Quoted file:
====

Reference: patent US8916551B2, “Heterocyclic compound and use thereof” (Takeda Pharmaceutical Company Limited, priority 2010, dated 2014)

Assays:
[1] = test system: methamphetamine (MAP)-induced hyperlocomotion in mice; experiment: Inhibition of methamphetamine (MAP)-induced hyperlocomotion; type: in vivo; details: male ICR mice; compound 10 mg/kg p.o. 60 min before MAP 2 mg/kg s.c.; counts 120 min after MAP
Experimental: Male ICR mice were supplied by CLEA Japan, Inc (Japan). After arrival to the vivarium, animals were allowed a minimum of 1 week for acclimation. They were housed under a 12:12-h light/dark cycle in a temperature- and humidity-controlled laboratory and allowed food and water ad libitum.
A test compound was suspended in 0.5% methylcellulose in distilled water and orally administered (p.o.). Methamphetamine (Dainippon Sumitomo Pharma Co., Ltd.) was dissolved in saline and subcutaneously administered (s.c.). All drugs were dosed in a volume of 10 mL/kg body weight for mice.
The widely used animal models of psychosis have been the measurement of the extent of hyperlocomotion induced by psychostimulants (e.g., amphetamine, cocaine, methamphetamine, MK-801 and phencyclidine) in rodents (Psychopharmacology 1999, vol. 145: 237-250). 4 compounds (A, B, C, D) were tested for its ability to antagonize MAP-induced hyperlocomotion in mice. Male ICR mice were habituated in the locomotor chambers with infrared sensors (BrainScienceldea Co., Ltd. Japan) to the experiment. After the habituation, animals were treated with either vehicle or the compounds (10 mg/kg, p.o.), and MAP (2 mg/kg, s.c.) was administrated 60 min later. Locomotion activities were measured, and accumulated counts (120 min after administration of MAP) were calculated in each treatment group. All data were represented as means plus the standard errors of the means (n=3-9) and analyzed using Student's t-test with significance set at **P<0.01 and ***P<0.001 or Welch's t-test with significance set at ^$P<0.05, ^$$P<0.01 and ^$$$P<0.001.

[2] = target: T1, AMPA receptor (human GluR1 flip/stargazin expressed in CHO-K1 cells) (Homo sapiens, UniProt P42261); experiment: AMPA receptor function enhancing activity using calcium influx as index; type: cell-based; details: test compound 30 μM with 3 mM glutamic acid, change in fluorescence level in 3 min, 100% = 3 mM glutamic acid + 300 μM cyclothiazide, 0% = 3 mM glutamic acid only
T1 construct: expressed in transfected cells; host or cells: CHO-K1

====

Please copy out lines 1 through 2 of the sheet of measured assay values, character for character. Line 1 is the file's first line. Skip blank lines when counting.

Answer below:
Reference: patent US8916551B2, “Heterocyclic compound and use thereof” (Takeda Pharmaceutical Company Limited, priority 2010, dated 2014)

Assays: